I don’t trust silicone cooking ware because of the chemicals. I have no Teflon pans left, I have two “greenware” pans and I usually use them rarely with breakfast. One main thing is to never cook on high with most types of pans and pots. Even Cuisinart has told me not to cook on high with their stainless steel pots and pans. With our smooth-top range I can only use the cast iron pots with our oven or grill outside.

    Also, a microwave should only be used rarely if ever. Sorry, but according to my GI doctor and several registered nutritionists I know, microwave ovens change food chemically from what you want to eat.

    • Katie @ Kitchen Stewardship

      Thank you for chiming in! It’s very rare that I hear anyone in the medical profession or mainstream at all put down microwaves. I don’t use mine, but I feel “abnormal” for it sometimes!
      Good info! 🙂 Katie

    • Karen

      Nice to find this site! Three years ago my mother had a tumor in her eye (melanoma). At the time we were remodeling her kitchen. She chose to eliminate the microwave. We have found that a nice convection/toaster oven with timer and the “turbo-boil” on the stove-top meet all cooking needs.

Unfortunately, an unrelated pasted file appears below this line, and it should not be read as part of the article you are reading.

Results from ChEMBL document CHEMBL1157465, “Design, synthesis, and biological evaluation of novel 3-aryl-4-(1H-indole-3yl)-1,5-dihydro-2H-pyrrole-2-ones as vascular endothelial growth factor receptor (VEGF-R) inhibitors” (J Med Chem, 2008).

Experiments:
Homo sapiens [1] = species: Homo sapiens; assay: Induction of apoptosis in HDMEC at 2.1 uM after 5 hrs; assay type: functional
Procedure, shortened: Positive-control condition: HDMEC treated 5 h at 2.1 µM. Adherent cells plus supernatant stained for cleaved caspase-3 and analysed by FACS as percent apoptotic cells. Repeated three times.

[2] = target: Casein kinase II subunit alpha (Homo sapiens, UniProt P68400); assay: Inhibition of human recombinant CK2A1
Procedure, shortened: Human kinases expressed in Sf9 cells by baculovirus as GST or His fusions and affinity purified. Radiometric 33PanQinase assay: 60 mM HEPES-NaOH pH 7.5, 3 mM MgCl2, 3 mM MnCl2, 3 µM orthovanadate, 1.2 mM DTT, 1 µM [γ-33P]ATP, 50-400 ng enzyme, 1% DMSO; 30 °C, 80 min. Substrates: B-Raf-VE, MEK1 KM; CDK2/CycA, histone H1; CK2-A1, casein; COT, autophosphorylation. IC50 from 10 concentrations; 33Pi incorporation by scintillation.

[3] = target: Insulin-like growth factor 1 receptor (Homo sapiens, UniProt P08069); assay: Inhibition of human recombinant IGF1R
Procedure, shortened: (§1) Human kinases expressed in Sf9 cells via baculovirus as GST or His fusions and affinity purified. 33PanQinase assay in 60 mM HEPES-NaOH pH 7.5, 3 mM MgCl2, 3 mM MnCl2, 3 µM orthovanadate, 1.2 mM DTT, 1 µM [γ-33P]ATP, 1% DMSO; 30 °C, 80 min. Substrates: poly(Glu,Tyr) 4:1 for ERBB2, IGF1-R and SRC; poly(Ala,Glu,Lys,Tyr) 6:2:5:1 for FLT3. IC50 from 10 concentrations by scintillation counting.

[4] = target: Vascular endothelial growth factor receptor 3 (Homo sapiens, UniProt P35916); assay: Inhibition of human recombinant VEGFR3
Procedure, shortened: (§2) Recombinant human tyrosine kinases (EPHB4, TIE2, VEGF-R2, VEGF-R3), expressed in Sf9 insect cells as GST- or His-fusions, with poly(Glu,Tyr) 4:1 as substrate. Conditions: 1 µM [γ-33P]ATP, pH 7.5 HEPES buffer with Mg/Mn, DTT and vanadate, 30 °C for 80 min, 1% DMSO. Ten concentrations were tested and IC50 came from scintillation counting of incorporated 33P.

14. Heather

    @Rebecca: Your pans are CorningWare, and they are safe. Katie was talking about ceramic glazes used on cast iron, and on many ceramic dishes. CorningWare is a different process, though–and those old blue flowered pots are starting to fetch a nice price on ebay, so, if you like ’em, snatch up the thrift store ones!

  15. Sherry

    I just saw some USA bakeware with the silicone coating. Here is the description:

    • Thickness of the metal allows for even heat distribution up to 400°F
    • Steel wires built into the pans provide additional strength and prevent warping
    • Constructed of aluminized steel; clear nonstick silicone coating is PTFE and PFOA free
    • Perfect for baking all kinds of treats for home baking